52 years of service by an ‘ace’

| August 14, 2015 | 0 Comments
Photo courtesy of  599th Transportation Brigade Public Affairs Denison “Ace” Parker (center) is flanked by his father and grandfather on the day he joined the Navy in August, 1959.

Photo courtesy of
599th Transportation Brigade Public Affairs
Denison “Ace” Parker (center) is flanked by his father and grandfather on the day he joined the Navy in August, 1959.

Donna Klapakis
599th Transportation Brigade Public Affairs

 

WHEELER ARMY AIRFIELD — While someone who served 25 years in the military or other government service is usually considered as having contributed a lifetime of service to the nation, one employee in the 599th Transportation Brigade, here, has more than doubled that total.

Denison “Ace” Parker first enlisted in the Navy in 1959.

Ace Parker

Ace Parker today.

“I never thought about anything else as a career or considered other services,” Parker said. “My father was in the Navy. I would have joined for 20 years when I first enlisted if I could have.

“I volunteered for submarine service as an E-3 and went to school to become a guided missile man. I was in the submarine service virtually my whole career,” he added.

After retiring from the Navy as a senior chief in 1983, Parker worked for the Air Force as a temporary hire for 10 months. He then spent two years at an insurance company in Honolulu, which constitutes his only time away from government service.

His first position as a transporter was at U.S. Army Pacific (then called U.S. Army Western Command) from 1987-1991. Parker was hired by the 599th on Aug. 27, 1991, not long after the unit moved from Korea to Hawaii.

As a traffic management specialist in the command operations center of the brigade, Parker keeps account of ships, the brigade’s cargo, and tracks down missing cargo.

“Ace is like a dog with a bone,” said former 599th commander, retired Col. Courtney Taylor, regarding Parker’s tenacity in tracking.

“I really like tracking down missing cargo; it’s like detective work,” Parker said. “That is the favorite part of my job. Even people at CENTCOM call me for help tracking their stuff.”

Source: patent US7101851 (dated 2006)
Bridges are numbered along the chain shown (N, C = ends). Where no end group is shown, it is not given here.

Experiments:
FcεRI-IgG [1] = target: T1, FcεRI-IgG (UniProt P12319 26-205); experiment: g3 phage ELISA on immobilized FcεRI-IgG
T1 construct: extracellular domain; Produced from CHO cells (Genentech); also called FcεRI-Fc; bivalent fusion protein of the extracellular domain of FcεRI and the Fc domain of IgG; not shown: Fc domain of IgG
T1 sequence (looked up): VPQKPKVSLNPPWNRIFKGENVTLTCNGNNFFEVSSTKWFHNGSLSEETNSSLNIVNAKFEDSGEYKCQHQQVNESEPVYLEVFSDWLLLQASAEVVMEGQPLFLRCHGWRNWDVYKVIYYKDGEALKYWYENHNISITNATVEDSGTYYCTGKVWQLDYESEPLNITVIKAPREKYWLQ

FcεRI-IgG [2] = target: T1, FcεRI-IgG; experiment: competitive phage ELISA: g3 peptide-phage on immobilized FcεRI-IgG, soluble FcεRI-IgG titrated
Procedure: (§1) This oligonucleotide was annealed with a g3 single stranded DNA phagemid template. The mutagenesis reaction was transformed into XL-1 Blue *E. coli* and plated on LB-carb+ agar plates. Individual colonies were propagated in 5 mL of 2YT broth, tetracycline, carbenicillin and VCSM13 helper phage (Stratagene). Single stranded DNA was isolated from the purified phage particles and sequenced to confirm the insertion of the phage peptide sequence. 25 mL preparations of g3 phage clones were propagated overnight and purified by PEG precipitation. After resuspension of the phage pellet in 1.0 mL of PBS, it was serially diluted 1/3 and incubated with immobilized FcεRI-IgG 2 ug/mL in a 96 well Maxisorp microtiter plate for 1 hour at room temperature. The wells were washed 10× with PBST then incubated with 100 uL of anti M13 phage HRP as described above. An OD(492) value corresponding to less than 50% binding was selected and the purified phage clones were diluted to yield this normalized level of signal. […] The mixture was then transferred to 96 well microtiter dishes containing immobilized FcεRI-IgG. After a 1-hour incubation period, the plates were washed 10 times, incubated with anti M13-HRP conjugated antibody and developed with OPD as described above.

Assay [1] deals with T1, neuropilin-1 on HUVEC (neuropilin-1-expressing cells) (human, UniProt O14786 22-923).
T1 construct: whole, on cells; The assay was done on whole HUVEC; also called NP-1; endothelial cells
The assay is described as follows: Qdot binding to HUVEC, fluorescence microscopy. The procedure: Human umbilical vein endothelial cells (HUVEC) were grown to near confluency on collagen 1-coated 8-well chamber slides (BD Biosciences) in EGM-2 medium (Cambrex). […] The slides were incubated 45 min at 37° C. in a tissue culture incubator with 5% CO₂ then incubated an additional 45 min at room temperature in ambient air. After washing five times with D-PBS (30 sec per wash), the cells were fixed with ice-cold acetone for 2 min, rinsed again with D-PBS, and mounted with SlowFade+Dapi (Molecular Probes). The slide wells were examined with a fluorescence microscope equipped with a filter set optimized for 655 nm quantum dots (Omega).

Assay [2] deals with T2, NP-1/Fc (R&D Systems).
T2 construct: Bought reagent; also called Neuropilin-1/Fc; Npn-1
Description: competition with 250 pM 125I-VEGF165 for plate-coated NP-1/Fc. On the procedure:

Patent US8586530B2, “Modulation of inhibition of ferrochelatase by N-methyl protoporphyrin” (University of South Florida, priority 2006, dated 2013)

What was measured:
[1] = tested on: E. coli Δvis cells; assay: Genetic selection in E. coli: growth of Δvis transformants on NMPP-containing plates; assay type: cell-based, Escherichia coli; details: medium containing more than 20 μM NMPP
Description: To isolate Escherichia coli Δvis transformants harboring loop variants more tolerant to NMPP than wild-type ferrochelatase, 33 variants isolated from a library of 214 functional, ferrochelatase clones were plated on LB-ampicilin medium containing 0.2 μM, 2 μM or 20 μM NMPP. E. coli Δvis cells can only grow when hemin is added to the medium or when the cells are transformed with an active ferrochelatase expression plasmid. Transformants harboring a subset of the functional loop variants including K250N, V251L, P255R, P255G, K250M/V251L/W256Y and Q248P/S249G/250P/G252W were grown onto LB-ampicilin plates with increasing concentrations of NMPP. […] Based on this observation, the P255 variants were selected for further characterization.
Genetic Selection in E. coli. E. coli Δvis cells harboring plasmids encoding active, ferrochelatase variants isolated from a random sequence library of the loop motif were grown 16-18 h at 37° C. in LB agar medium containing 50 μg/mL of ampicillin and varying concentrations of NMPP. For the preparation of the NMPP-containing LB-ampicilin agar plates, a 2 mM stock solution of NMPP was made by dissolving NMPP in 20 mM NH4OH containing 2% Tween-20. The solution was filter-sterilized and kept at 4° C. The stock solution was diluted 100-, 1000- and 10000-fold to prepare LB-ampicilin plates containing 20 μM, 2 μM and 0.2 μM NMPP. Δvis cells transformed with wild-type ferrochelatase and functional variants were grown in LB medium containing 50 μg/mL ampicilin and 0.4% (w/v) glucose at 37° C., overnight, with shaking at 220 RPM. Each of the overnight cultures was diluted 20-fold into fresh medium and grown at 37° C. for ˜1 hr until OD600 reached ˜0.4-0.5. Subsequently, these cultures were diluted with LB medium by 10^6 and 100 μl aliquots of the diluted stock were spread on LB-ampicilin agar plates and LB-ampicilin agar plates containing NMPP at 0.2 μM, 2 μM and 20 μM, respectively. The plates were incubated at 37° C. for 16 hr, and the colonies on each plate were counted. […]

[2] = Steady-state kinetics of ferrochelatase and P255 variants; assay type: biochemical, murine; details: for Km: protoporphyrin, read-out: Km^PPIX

“In 2009 when I was standing up the command operations center, I was given my pick of available personnel,” said then-COC chief, Army Reserve Lt. Col. James Congrove. “Ace Parker was the top of my list. His willingness to be the focal point for theater-wide cargo tracking and reporting, accurate to within 24-hour updates was ambitious to be sure, but he was without question the right man for the task.

“As the COC chief I could routinely rely on his experience base of over 50 years, having demonstrated many times his skills as a transporter far beyond that of his peers,” Congrove added.

Retired Army Col. John Wemlinger, 599th commander from August 1991 to July 1993, was Parker’s first commander at the unit.

“Ace is totally dedicated to the mission of the SDDC,” Wemlinger said of Parker. “He was always advocating on the importance of strategic transportation solutions to defense challenges. His great, gregarious personality played well with our corporate counterparts, without whom SDDC would be completely without means to accomplish its mission.”

Parker makes sure visitors to the COC feel welcome.

“I can count on Ace will always have me set up with my own cup of coffee and usually donuts in the morning when we go into the command operations center for an early (video teleconference),” said Col. Shannon Cox, former commander of the 599th. “He makes wonderful coffee.”

Wemlinger reminisced about earlier versions of Parker’s coffee.

Photo courtesy of 599th Transportation Brigade Public Affairs  Denison "Ace" Parker sits in the captain's chair on a Military Sealift Command ship at Naha Military Port, Okinawa, during an exercise designed to test the military's ability to move ammunition Turbo CADS (containerized ammunition distribution system) in 1992.

Photo courtesy of 599th Transportation Brigade Public Affairs
Denison “Ace” Parker sits in the captain’s chair on a Military
Sealift Command ship at Naha Military Port, Okinawa, during an exercise designed to test the military’s ability to move ammunition Turbo CADS (containerized ammunition distribution system) in 1992.

“He claimed he’d learned how to make coffee while chief of boat on a nuclear submarine. I was convinced it contained some nuclear waste he must have smuggled from the vessel’s reactor. Sometimes he had donuts. We would swap friendly insults over the strong brew and then get down to business,” he said.

People with and for whom Parker has worked express respect and affection for him.

“I can honestly say that I love Ace,” said Cox.

“I have been very fortunate in my civilian and military careers to have worked with talented men and women who knew their jobs and lived the maxim of the SDDC commanding general at that time, ‘committed, dependable and relentless.’ Ace is all of those things and more,” said Congrove.

In 2011, Congrove nominated Parker for the Army transporter’s award, the Honorable Order of Saint Christopher. Instead of being granted or denied, the nomination was upgraded by the chief of transportation to the Ancient Order of Saint Christopher.

 

 

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